Complete Poems By Michael Butterworth, 187 pgs.

Mar 10, 2023

I’ve written a lot of poetry in my life. I’ve taken multiple classes on writing it. And yet, I don’t really enjoy reading it. Strange, I know, but it’s with this caveat that I come into reviewing Michael Butterworth’s Complete Poems.

I didn’t know anything about the author but the short biography at the beginning of the book revealed a fascinating life. Born in 1947, Butterworth has not only written poetry but also science fiction and non-fiction (he wrote a book about sitting in with New Order while they recorded “Blue Monday”). He startedSavoy Books in Manchester, U.K., and has a loose connection to The Cramps. (Savoy put out the Live at the Hacienda DVD.) Savoy also published Lord Horror, the last book to be banned in the U.K.

Complete Poems is broken down chronologically. It’s interesting to track Butterworth’s development as a poet. It was my hope that some of the poetry would match the interesting nature of his life. Instead, much of it is elementary and almost silly. Or, incredibly long and drawn-out. Poems like “Girl in Bath” are three short lines, while “Ghosts” goes on for eleven pages. Much of the content throughout is about love: for Butterworth’s significant others, his children, or friends. There are also poems that I can’t make heads or tails of. “Bus stop” reads simply: “If a pea / Is not a pea / When it is a flea, / Is a flea / Not a pea / When it is pea?” I’m not high enough to make any sense of this. There are many more such poems.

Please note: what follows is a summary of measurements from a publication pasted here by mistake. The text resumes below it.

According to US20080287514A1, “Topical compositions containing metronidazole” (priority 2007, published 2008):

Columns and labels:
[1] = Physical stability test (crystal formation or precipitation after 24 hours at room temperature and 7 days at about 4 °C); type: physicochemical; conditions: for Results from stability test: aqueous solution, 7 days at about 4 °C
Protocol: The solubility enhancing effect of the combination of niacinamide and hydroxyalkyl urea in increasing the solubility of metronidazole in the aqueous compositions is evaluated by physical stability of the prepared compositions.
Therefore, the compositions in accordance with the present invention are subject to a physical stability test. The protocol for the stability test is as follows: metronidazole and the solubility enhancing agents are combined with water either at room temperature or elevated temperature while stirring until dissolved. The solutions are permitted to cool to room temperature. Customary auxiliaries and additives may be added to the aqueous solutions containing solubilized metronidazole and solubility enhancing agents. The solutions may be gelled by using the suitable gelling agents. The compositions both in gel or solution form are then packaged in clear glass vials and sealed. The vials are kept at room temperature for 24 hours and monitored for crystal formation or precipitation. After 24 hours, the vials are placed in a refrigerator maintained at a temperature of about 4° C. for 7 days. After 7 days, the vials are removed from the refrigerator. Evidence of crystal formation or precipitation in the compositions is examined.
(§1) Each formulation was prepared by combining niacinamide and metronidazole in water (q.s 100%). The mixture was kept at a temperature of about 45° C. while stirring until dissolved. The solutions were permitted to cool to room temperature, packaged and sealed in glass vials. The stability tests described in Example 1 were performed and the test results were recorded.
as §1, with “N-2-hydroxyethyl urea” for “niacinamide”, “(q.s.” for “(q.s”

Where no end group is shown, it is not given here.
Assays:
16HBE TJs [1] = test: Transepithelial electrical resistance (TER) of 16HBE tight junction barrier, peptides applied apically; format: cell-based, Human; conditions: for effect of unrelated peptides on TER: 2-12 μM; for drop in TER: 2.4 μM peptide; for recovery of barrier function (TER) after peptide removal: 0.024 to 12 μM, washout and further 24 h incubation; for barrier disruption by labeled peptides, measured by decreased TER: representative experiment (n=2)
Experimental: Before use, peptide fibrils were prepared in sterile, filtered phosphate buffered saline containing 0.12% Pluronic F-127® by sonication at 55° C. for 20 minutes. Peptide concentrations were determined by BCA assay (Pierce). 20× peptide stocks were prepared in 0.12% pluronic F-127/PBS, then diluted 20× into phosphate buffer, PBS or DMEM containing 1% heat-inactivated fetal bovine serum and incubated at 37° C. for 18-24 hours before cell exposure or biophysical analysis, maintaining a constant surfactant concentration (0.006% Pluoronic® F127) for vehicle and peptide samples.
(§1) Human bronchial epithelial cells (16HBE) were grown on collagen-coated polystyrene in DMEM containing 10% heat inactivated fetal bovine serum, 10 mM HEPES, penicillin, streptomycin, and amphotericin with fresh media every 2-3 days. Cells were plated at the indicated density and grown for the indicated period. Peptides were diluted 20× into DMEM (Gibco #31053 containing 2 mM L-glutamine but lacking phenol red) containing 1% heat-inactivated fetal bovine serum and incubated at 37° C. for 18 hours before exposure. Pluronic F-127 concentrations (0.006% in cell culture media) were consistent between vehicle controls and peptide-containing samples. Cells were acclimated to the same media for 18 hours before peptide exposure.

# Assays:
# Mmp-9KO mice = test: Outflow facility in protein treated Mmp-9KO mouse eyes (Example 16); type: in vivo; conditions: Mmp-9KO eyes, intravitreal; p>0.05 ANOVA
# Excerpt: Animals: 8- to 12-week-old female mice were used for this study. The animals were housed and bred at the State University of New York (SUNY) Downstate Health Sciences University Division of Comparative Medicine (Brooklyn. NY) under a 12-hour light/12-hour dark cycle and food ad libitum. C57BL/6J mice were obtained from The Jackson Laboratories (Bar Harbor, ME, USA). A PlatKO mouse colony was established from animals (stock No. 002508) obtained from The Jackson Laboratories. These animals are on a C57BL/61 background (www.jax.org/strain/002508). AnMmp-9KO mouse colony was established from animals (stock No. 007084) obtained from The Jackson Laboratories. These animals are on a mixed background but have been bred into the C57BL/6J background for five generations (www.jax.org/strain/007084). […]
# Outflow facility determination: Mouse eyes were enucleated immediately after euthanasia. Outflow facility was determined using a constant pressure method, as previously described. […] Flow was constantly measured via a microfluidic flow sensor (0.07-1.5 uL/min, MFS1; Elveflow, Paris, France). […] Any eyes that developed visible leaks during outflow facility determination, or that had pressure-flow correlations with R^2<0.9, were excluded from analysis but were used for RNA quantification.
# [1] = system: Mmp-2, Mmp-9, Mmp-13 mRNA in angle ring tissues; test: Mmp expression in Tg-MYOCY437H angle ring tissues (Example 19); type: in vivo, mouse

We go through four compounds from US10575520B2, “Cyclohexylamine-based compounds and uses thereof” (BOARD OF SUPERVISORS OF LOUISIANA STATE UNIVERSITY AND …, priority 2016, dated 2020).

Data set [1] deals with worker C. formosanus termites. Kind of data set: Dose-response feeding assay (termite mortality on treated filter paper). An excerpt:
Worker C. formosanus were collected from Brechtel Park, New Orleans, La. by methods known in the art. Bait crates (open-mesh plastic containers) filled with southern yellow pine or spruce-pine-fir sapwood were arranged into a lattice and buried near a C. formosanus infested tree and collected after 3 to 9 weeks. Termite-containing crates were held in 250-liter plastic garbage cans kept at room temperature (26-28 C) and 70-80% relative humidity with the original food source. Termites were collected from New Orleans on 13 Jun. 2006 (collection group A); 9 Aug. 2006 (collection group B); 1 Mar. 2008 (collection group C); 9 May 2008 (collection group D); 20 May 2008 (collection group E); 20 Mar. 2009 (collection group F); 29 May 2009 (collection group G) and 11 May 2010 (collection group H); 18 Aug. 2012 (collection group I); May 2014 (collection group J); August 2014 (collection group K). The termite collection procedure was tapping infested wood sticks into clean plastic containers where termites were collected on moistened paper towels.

I’m not a poetry critic—I’m in no place to judge the overall effectiveness or quality here. If anything, what I took away from this book is I want to read is a full account of Butterworth’s intriguing life story. Much less so his poems. –Kurt Morris (